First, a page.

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  1. I was thinking of Doncaster to Hartlepool, but if the cap fits...
  2. Sounds like the sort of thing best left to those who know about them! What track do they run on? Coarse Scale O / tinplate?
  3. It’s funny how things come round in groups on eBay. Right now, there seem to be a number of O Gauge, BL live steam 2-6-0 passing through. I’ve never heard of these before, anyone care to offer any information or comments? Are they any good? Are they common? What track do they run on?
  4. On the subject of the nature of content and emphasis on the BBC and elsewhere, my good wife spends a considerable amount of time watching the torrent of repeated “classic” soap operas which fill the airwaves. The difference between the mid-80s and later 90s is immediately evident, to the most disinterested observer (and anyone less interested in them than me, is probably dead.. )
  5. Robert Silverberg wrote a short story version of WotW in the style of Henry James, featuring that author (rather than Wells) as the narrator; one if the better pastiches around.
  6. I did enjoy the tv adaptation of Sword of Honour, though (although much of the subplots were lost - where was the smoothly treacherous Sir Ralph Brompton, the cynical self-seeking careerism of Ian Kilbannock, the utopian folly of Joe Cattermole, and much else?). Daniel Craig was rather good as Guy Crouchback, Ritchie-Hook suitably ghastly, Ludovic was well realised.. definitely a success.
  7. I’ve seen some of it on iplayer now and for me, it falls at all possible hurdles other than the quite spectacular (at times) CGI. That said, it’s not unrelated to a good deal of Wells’ later work in certain respects. Wells himself wrote a good deal of speculative social fiction, “Ann Veronica” comes to mind. Most of this is long out of print, for good reason; it’s pretty much unreadable. Much of his prediction is wildly wrong, or descends into self-absorbed, self-righteous Utopianism. The BBC would have embraced him with enthusiasm. There’s good and sufficient reason that his modern reputation stands largely upon a limited number of his early books.
  8. You need to remember that Wells formed his thinking in an age before the Bolshevik Revolution, when Fabians could still believe in the coming technocratic state. The Soviets ran rings around him for their own purposes, as they did George Bernard Shaw, Nansen and other figures of the time.
  9. Another thing which bears mention, a propos Pacers (and rural rail services generally) is the relationship between the supposed, and actual destination. Buses, in the generality, deliver the traveller to some recognisable approximation of their intended destination. However it’s a joke dating from the earliest days of rural rail services, that they mostly don’t. There is a common literary device, in which the traveller is met by an aged retainer, or other bucolic grotesque in some absurd or inappropriate vehicle (anything from an aged Rolls-Royce to a hay-wain, or perhaps it is market-day and the cart has a full complement of rustic revellers already) and thereby proceeds through the gathering dusk for an indeterminate period, three or four miles being a considerable journey by such means. Or perhaps, as in “Scoop” the hapless townsman attempts an ill-advised journey on foot, with predictable results. This is still the case; I couldn’t help but be struck, during my recent Lincolnshire interlude, with the generally abandoned appearance of such places. There is another, more modern variant, in which the journey starts or ends in some windswept, formerly grandiose station, now largely comprising dirty ballast, boarded or unlit windows, windblown litter and pigeon droppings, often under a capacious roof thick with encrusted soot. The traveller is joined by a variable company of shouty, ill-mannered teenagers, strident single mothers with overloaded pushchairs, a few servicemen travelling on warrants and the occasional pensioner. The journey terminates, eventually, at a station much like the departure point, leaving the traveller to negotiate his onward journey by villainous-looking minicab.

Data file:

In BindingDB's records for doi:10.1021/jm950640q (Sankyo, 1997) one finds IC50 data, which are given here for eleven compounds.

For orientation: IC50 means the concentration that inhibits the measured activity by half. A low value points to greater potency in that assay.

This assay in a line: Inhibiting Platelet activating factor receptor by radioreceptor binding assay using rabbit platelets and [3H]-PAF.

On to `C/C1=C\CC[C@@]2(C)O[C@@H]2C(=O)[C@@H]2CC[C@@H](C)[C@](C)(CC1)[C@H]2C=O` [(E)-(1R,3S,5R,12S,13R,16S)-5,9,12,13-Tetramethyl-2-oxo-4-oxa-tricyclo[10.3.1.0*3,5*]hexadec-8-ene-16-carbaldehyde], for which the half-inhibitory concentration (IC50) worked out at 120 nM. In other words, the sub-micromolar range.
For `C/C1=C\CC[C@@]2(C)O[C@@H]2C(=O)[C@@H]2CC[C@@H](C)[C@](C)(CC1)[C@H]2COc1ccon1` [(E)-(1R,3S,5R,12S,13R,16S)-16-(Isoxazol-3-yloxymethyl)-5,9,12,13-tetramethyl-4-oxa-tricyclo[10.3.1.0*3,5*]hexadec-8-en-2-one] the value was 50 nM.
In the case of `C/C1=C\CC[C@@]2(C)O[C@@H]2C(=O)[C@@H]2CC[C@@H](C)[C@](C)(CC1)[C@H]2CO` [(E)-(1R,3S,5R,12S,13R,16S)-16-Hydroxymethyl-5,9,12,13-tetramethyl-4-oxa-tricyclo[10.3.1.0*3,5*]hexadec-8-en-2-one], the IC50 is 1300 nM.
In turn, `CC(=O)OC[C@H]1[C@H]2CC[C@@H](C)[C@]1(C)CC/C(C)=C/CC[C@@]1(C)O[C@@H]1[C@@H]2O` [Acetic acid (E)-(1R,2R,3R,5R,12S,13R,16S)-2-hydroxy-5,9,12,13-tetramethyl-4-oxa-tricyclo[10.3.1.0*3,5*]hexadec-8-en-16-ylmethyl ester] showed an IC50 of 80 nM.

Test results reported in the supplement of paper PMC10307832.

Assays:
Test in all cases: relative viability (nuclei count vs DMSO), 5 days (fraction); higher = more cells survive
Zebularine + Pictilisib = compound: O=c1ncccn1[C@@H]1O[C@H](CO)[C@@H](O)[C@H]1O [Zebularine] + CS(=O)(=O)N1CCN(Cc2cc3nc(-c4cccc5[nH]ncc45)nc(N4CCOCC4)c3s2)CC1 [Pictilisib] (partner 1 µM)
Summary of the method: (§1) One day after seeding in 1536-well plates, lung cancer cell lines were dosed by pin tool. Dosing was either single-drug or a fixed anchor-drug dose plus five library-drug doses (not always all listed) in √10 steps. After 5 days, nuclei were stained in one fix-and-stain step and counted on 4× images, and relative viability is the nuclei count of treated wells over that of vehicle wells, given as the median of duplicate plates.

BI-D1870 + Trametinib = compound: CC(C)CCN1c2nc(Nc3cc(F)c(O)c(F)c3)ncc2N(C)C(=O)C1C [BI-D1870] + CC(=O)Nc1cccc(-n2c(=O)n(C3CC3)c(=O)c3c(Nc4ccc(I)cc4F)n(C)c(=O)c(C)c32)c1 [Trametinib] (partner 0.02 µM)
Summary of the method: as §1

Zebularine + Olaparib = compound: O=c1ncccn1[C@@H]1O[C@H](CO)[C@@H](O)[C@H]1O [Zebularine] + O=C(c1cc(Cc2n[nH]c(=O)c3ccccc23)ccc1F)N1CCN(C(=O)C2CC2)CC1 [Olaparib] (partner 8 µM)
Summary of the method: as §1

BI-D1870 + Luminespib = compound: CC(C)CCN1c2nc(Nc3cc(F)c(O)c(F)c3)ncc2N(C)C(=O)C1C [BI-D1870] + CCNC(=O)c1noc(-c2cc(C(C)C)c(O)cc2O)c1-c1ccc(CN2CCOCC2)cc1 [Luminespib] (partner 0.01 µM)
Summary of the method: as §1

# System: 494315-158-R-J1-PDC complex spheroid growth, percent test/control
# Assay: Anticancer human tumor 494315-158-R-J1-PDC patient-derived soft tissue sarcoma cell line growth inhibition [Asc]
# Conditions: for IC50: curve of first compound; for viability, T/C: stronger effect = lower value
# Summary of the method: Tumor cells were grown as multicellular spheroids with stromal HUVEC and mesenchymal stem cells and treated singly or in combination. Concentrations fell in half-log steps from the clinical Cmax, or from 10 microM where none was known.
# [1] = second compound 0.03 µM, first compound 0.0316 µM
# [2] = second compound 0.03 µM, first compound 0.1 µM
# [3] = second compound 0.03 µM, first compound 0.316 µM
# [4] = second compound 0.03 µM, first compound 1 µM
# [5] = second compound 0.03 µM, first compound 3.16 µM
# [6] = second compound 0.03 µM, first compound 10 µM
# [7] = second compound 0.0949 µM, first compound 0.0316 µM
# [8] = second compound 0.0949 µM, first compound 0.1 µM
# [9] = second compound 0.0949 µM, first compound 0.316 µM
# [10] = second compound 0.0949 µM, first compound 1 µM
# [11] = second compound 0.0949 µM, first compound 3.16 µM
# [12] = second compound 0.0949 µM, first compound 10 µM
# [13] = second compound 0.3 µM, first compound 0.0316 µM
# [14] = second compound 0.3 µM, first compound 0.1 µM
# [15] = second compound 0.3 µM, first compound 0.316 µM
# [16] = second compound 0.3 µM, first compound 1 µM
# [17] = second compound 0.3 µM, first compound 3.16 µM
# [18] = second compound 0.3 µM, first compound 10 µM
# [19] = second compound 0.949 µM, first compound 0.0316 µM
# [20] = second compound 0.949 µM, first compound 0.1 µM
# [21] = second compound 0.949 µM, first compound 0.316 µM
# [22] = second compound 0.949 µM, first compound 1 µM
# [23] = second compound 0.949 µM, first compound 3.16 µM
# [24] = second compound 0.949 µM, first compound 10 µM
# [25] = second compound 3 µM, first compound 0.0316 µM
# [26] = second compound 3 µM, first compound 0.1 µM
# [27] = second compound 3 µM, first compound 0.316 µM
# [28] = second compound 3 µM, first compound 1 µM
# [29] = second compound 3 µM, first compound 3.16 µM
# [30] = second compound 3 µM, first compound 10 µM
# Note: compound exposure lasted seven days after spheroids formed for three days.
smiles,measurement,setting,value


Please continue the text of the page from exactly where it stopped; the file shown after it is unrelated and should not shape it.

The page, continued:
10. That’s an interesting turn of phrase; “bus” in the American and Canadian sense, tends to be more along the lines of “motor coach” in the U.K. I rather think that the defining characteristic, in the British sense, is “how much change do you get from three quid?” when assessing the journey.
  11. The Pacer was and is, a bus body in the British sense; a simple “box on wheels” designed for short-haul use in a temperate climate, which stops and opens its doors every few hundred yards. It’s totally unsuited to the Canadian distances and climate in pretty much, any aspect you might care to name.
  12. Judging by the pictures and accounts of abandoned locos that appear from time to time, the usual method is to tip it off the track and leave it there...
  13. Meanwhile.... BBC 4’s three-parter covering the events of 1641/2, the tumultuous seven weeks in which Charles 1 lost control of the country and left Parliament, or more correctly a faction within Parliament, effectively in control of the capital and heading a course for civil war, was absolutely engrossing. Probably why it was shown in three consecutive episodes at 10pm on a Sunday evening...
  14. That animation is quite instructive, although I do note that - (1) there ARE short circuits, but they can be ignored in DC (although not in DCC) (2) like most references to live frog points, it seems to require modification to the structure of the unit as supplied (cutting the Factory Bonding Wires) (3) they may require further modification if found to be troublesome
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